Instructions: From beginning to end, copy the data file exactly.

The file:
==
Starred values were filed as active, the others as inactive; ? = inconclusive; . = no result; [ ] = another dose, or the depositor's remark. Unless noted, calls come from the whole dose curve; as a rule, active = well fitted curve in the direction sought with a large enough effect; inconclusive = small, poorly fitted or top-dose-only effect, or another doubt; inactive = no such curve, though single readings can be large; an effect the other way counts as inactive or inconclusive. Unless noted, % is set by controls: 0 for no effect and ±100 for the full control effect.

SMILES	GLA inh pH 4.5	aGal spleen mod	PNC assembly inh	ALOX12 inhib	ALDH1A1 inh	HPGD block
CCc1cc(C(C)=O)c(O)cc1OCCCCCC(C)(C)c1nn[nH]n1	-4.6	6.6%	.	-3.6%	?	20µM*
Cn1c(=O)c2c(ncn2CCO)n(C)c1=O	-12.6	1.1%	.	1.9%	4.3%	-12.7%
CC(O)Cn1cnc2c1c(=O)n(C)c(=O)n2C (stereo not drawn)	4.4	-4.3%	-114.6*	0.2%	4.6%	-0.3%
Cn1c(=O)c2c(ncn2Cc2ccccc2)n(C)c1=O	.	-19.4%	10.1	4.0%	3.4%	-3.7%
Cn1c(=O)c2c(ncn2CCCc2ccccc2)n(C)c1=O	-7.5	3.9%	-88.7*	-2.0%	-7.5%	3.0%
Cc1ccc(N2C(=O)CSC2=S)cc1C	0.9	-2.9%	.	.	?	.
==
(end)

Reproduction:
Starred values were filed as active, the others as inactive; ? = inconclusive; . = no result; [ ] = another dose, or the depositor's remark. Unless noted, calls come from the whole dose curve; as a rule, active = well fitted curve in the direction sought with a large enough effect; inconclusive = small, poorly fitted or top-dose-only effect, or another doubt; inactive = no such curve, though single readings can be large; an effect the other way counts as inactive or inconclusive. Unless noted, % is set by controls: 0 for no effect and ±100 for the full control effect.

SMILES	GLA inh pH 4.5	aGal spleen mod	PNC assembly inh	ALOX12 inhib	ALDH1A1 inh	HPGD block
CCc1cc(C(C)=O)c(O)cc1OCCCCCC(C)(C)c1nn[nH]n1	-4.6	6.6%	.	-3.6%	?	20µM*
Cn1c(=O)c2c(ncn2CCO)n(C)c1=O	-12.6	1.1%	.	1.9%	4.3%	-12.7%
CC(O)Cn1cnc2c1c(=O)n(C)c(=O)n2C (stereo not drawn)	4.4	-4.3%	-114.6*	0.2%	4.6%	-0.3%
Cn1c(=O)c2c(ncn2Cc2ccccc2)n(C)c1=O	.	-19.4%	10.1	4.0%	3.4%	-3.7%
Cn1c(=O)c2c(ncn2CCCc2ccccc2)n(C)c1=O	-7.5	3.9%	-88.7*	-2.0%	-7.5%	3.0%
Cc1ccc(N2C(=O)CSC2=S)cc1C	0.9	-2.9%	.	.	?	.